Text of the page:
As you read this book you’ll develop an understanding of what causes your arthritis and why those waiting for research to solve their problem are doomed to be disappointed. Modern researchers may represent our best and brightest minds, but they are much too far from patients to really understand the problem they are working on. Dr. Dean Ornish (the now famous cardiologist) would have never recognized the connection between diet and coronary disease (which today has widespread acceptance) if he hadn’t literally lived among his patients.

Modern research will provide less toxic drugs that match today’s pharmaceuticals in effectiveness, but they will always exact a cost to overall health. Much like the story of the little Dutch boy. He used his finger to plug the leak in the dam only to find that when he did, another leak would form. In the case of arthritis, even if a drug stops inflammation today, new leaks appear tomorrow. They take form as other chronic conditions including fatigue, depression, anxiety, mental fog, severe allergies, headaches, disrupted sleep, diabetes, weight gain or loss; gastric, urinary, thyroid and reproductive problems.

Now you’ll be able to appreciate why your rheumatologist doesn’t know the connections that you will discover in this book. So don’t be surprised when you feel better than you have in years that your physician doesn’t share your excitement -- he can’t. Medicine and your doctor are in a deep rut and we’ve helped put them there.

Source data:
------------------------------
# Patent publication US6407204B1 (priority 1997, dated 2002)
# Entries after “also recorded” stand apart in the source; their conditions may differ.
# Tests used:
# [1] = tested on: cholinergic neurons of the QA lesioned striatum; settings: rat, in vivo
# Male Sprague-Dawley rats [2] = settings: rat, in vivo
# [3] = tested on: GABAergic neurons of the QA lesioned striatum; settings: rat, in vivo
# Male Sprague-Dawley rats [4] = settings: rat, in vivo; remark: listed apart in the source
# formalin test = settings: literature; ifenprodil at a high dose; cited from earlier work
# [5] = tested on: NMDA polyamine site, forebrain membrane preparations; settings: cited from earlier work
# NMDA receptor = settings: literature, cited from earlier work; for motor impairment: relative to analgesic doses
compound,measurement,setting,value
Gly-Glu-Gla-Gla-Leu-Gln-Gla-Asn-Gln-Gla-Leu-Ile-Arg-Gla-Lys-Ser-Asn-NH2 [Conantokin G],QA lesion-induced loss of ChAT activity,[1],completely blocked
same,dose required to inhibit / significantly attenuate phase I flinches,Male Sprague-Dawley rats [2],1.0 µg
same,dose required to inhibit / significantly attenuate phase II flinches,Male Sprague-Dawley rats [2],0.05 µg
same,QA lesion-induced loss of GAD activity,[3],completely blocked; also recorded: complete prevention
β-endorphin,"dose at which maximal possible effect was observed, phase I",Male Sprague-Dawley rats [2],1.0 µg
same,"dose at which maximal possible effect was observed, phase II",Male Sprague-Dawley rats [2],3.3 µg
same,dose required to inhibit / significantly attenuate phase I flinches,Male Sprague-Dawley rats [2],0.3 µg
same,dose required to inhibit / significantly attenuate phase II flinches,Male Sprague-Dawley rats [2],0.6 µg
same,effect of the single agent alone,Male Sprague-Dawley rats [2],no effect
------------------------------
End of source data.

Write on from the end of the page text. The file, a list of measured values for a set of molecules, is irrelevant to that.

CHAPTER 3

Right about now you might be wondering how rheumatology can break their terrible lockstep to improve the plight of those actually suffering with arthritis. The answer quite simply is with the proof. Unfortunately it will take lots of proof and the right type of proof before budging things in the field of rheumatology an inch. If there is a discovery or a breakthrough it must be put to the test. However the manner in which today’s medicine tests something is strongly biased.

The test that medicine values the most is the ‘double blind crossover placebo controlled study.’ Here both the patient and doctor are unaware of who is receiving the real treatment and who is receiving the placebo. This type of study requires gathering a group (or sample) of patients that have the same disease. Usually researchers look for folks who are ‘matched’ or generally have the same type of arthritis, with the same severity and have suffered roughly the same number of years.

The placebo is a fake treatment used in the place of the real thing. Researchers have found that some patients will often improve for no reason at all other than the fact that they think they are receiving treatment. In these studies half the patients get the appropriate treatment while the others get the placebo. There is more than a little ethical problem in asking patients (in the placebo group) to suspend treatment for an extended period of time when they have severe disease. It is the hope and intent of the study to prove that the placebo group will do quantifiably worse than the group receiving treatment. As you know, worse can mean irreversible joint damage. Many physicians refuse to submit their patients to the above testing protocols for these ethical reasons.